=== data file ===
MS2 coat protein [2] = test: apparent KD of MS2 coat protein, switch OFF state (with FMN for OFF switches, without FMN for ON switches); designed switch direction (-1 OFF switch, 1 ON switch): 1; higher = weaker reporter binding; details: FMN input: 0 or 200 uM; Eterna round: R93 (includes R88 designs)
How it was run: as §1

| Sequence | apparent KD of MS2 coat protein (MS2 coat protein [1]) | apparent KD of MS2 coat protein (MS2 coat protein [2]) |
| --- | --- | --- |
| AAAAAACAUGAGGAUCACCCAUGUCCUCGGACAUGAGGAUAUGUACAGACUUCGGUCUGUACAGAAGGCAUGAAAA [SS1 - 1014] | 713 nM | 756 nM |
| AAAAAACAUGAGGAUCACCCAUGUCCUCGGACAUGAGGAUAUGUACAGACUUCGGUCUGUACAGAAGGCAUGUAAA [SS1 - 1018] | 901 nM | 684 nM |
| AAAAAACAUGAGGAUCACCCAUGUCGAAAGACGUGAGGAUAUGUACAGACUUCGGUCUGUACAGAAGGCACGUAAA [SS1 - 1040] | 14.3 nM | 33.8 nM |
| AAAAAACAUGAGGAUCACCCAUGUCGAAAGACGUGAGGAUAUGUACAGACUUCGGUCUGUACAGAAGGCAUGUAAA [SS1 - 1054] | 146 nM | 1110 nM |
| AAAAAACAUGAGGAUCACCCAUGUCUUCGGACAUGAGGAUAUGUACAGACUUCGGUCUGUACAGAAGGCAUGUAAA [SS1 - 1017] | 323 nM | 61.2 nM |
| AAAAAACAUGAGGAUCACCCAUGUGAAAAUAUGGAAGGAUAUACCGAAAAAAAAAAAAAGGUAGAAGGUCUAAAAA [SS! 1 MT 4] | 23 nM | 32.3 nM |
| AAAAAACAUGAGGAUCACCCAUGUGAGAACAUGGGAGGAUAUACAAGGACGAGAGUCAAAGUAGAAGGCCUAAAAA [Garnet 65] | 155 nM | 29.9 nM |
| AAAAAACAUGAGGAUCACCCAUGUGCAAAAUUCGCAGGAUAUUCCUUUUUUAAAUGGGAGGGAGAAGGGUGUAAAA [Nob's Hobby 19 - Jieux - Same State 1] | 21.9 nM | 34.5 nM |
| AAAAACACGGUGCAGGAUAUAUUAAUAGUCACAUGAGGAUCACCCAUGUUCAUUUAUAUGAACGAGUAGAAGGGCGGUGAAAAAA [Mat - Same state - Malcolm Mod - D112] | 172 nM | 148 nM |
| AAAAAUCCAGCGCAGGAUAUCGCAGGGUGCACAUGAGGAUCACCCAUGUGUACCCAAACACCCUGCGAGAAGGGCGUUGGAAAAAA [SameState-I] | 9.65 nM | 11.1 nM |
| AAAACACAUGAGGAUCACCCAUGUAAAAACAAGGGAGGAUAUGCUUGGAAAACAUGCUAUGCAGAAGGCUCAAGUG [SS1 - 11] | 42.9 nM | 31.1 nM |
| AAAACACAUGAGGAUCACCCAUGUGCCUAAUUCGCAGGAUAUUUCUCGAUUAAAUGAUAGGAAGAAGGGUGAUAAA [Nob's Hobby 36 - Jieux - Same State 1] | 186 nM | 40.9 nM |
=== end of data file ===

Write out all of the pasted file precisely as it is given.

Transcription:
MS2 coat protein [2] = test: apparent KD of MS2 coat protein, switch OFF state (with FMN for OFF switches, without FMN for ON switches); designed switch direction (-1 OFF switch, 1 ON switch): 1; higher = weaker reporter binding; details: FMN input: 0 or 200 uM; Eterna round: R93 (includes R88 designs)
How it was run: as §1

| Sequence | apparent KD of MS2 coat protein (MS2 coat protein [1]) | apparent KD of MS2 coat protein (MS2 coat protein [2]) |
| --- | --- | --- |
| AAAAAACAUGAGGAUCACCCAUGUCCUCGGACAUGAGGAUAUGUACAGACUUCGGUCUGUACAGAAGGCAUGAAAA [SS1 - 1014] | 713 nM | 756 nM |
| AAAAAACAUGAGGAUCACCCAUGUCCUCGGACAUGAGGAUAUGUACAGACUUCGGUCUGUACAGAAGGCAUGUAAA [SS1 - 1018] | 901 nM | 684 nM |
| AAAAAACAUGAGGAUCACCCAUGUCGAAAGACGUGAGGAUAUGUACAGACUUCGGUCUGUACAGAAGGCACGUAAA [SS1 - 1040] | 14.3 nM | 33.8 nM |
| AAAAAACAUGAGGAUCACCCAUGUCGAAAGACGUGAGGAUAUGUACAGACUUCGGUCUGUACAGAAGGCAUGUAAA [SS1 - 1054] | 146 nM | 1110 nM |
| AAAAAACAUGAGGAUCACCCAUGUCUUCGGACAUGAGGAUAUGUACAGACUUCGGUCUGUACAGAAGGCAUGUAAA [SS1 - 1017] | 323 nM | 61.2 nM |
| AAAAAACAUGAGGAUCACCCAUGUGAAAAUAUGGAAGGAUAUACCGAAAAAAAAAAAAAGGUAGAAGGUCUAAAAA [SS! 1 MT 4] | 23 nM | 32.3 nM |
| AAAAAACAUGAGGAUCACCCAUGUGAGAACAUGGGAGGAUAUACAAGGACGAGAGUCAAAGUAGAAGGCCUAAAAA [Garnet 65] | 155 nM | 29.9 nM |
| AAAAAACAUGAGGAUCACCCAUGUGCAAAAUUCGCAGGAUAUUCCUUUUUUAAAUGGGAGGGAGAAGGGUGUAAAA [Nob's Hobby 19 - Jieux - Same State 1] | 21.9 nM | 34.5 nM |
| AAAAACACGGUGCAGGAUAUAUUAAUAGUCACAUGAGGAUCACCCAUGUUCAUUUAUAUGAACGAGUAGAAGGGCGGUGAAAAAA [Mat - Same state - Malcolm Mod - D112] | 172 nM | 148 nM |
| AAAAAUCCAGCGCAGGAUAUCGCAGGGUGCACAUGAGGAUCACCCAUGUGUACCCAAACACCCUGCGAGAAGGGCGUUGGAAAAAA [SameState-I] | 9.65 nM | 11.1 nM |
| AAAACACAUGAGGAUCACCCAUGUAAAAACAAGGGAGGAUAUGCUUGGAAAACAUGCUAUGCAGAAGGCUCAAGUG [SS1 - 11] | 42.9 nM | 31.1 nM |
| AAAACACAUGAGGAUCACCCAUGUGCCUAAUUCGCAGGAUAUUUCUCGAUUAAAUGAUAGGAAGAAGGGUGAUAAA [Nob's Hobby 36 - Jieux - Same State 1] | 186 nM | 40.9 nM |